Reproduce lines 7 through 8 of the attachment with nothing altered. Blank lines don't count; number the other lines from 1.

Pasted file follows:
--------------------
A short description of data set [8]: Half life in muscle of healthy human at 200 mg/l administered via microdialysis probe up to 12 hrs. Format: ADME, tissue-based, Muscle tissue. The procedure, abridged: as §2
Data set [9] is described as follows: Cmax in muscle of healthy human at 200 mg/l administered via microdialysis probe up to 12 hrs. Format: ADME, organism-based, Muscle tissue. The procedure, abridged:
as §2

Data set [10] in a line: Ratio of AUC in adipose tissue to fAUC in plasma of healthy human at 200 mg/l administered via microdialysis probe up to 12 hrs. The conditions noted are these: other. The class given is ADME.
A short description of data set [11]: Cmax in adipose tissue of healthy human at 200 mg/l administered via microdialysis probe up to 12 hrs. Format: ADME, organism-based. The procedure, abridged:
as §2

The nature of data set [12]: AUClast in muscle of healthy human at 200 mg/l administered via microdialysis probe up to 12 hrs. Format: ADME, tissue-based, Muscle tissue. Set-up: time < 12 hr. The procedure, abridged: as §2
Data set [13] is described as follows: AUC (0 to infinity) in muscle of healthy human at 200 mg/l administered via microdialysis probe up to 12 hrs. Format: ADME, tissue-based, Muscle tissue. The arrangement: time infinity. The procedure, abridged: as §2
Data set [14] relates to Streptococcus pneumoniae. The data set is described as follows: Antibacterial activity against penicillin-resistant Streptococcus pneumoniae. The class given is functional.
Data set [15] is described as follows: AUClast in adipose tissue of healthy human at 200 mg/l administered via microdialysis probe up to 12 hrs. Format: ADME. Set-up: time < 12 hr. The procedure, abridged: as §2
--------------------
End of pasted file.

The nature of data set [12]: AUClast in muscle of healthy human at 200 mg/l administered via microdialysis probe up to 12 hrs. Format: ADME, tissue-based, Muscle tissue. Set-up: time < 12 hr. The procedure, abridged: as §2
Data set [13] is described as follows: AUC (0 to infinity) in muscle of healthy human at 200 mg/l administered via microdialysis probe up to 12 hrs. Format: ADME, tissue-based, Muscle tissue. The arrangement: time infinity. The procedure, abridged: as §2